Animatronic baby dino comes home to mama

After being discovered by a man and his dog who were out for a stroll, M.A.P.S.’s missing baby velociraptor was rescued and returned by New Port Richey police officers, from left, Detective Joe Iopollo, Recruit Officer Christian Starling, and Field Training Officer David Crowell.

An animatronic baby velociraptor that disappeared from outside the Harry Schwettman Education Center in New Port Richey on Halloween night has been safely returned to its family.

The disappearing dinosaur is one of several animatronic creatures belonging to the Museum of Archeology, Paleontology and Science, a New Port Richey educational institution. It and a few other replica extinct reptiles were strapped in place outside the center in preparation for its interactive “Dino & Dragons” exhibit set to open Dec. 9.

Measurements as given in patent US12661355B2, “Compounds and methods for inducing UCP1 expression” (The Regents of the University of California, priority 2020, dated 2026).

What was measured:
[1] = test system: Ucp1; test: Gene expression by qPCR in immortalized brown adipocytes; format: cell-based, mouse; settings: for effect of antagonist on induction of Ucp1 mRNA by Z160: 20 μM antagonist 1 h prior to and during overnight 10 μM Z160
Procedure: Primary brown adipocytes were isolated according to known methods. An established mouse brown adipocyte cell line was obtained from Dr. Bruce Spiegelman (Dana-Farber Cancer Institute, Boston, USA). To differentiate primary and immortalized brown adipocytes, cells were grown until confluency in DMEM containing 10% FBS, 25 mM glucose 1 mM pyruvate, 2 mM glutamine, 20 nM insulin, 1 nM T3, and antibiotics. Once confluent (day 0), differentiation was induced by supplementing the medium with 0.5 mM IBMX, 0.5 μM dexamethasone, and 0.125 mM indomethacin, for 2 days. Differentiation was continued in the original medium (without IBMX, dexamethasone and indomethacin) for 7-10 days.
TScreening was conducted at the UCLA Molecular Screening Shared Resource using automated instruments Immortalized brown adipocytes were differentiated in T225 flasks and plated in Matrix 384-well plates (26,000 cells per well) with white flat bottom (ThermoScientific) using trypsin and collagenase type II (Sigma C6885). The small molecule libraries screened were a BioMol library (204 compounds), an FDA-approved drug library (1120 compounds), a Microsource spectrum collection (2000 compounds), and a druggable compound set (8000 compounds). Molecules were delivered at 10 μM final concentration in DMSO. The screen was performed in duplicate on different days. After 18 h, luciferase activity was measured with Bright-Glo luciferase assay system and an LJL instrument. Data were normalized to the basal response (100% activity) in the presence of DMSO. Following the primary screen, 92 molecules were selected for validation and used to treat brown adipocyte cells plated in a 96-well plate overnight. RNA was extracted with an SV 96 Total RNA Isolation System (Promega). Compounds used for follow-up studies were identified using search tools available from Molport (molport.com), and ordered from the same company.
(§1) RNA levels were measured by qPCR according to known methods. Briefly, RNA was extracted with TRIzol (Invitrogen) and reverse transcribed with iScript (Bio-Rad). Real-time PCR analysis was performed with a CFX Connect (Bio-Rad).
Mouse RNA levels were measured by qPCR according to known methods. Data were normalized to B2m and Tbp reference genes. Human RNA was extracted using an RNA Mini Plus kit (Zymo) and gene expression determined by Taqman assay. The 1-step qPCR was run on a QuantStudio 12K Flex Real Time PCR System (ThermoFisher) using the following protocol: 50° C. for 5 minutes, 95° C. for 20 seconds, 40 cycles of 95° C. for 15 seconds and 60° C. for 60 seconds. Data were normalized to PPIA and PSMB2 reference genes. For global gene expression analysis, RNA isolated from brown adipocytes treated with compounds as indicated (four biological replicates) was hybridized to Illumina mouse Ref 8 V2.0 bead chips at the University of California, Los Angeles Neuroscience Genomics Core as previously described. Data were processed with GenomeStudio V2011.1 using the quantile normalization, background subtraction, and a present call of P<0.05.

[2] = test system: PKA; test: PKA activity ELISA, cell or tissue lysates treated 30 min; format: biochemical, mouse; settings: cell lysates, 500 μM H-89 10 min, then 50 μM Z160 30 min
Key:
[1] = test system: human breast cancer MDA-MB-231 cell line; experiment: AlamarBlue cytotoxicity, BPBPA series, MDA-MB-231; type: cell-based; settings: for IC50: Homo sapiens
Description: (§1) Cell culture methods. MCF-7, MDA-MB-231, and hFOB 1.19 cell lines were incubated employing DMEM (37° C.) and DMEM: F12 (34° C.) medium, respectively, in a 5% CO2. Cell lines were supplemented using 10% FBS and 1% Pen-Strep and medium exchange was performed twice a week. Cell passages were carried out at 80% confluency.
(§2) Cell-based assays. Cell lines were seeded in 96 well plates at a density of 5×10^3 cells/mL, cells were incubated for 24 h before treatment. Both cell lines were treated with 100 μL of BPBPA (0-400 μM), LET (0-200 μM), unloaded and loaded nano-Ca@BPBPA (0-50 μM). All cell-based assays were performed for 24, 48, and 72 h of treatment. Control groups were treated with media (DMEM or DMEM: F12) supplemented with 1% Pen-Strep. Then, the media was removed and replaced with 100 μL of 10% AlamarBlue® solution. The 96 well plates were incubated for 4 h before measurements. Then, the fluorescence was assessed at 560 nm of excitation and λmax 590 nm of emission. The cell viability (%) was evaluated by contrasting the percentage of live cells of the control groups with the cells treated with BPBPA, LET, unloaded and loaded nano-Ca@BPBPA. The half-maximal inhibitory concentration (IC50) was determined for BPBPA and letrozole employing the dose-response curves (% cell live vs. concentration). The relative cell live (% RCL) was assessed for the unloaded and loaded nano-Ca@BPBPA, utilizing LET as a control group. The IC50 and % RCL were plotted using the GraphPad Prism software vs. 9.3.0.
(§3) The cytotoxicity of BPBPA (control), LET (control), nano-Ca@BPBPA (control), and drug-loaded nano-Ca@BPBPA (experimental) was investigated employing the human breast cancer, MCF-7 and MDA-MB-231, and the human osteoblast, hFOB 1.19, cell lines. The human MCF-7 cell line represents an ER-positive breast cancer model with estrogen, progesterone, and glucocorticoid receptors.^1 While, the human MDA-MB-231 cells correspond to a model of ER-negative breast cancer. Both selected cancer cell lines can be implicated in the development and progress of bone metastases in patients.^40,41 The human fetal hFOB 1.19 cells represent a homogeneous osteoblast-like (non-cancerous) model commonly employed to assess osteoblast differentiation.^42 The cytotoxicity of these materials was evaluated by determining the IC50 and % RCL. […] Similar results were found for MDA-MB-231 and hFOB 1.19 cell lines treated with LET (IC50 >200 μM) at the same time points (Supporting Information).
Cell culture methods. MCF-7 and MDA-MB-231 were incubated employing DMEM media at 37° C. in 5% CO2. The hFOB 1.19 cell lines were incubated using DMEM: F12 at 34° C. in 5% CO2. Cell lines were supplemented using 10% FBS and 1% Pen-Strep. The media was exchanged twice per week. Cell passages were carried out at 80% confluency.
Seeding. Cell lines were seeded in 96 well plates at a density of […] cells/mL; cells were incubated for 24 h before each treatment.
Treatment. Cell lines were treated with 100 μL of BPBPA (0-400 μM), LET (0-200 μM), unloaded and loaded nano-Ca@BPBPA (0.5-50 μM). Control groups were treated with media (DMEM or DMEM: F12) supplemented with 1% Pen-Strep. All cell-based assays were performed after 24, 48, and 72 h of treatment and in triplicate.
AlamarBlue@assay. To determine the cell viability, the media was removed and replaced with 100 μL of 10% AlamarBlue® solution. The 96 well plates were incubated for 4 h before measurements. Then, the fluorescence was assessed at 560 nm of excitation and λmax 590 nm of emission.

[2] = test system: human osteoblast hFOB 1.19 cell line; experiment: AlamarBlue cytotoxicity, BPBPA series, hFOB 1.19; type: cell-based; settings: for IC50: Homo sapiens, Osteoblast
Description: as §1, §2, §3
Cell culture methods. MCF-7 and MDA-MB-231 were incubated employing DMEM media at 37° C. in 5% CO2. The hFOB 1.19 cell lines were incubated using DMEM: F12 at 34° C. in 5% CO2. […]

When museum director Charles Sidar arrived at the center early Nov. 1, the 8-foot-long, 80-pound replica reptile was missing.

Police issued a BOLO (Be On the Lookout), and the museum issued a plea for the dino’s safe return, saying it has no intention of pressing charges; it just wanted its baby back.

The dino is worth about $6,000, but that is because of the apparatuses inside it, said museum spokesperson Diana Jones.

“But it can’t be operated without the equipment that we have, so what they basically stole was an 80-pound paperweight.”

M.A.P.S. got its wish Thursday afternoon, when a dog sniffed out the figure in an empty lot near Meadow Lane and George Street, and its walker called the police.

The dino was resting on its side under a large oak tree. While no one knows for sure how it got there, police said, it appeared to have been carried by hand and either dropped because it was too heavy or stashed for retrieval later.

“We’re delighted to have it back,” said Jones of the baby that has no name.

“What would be cool would be if somebody decided to be a sponsor and named it,” she added, noting that the museum has a policy of allowing major donors to name any of the animatrons in the exhibit. For more information visit mapsmuseum.org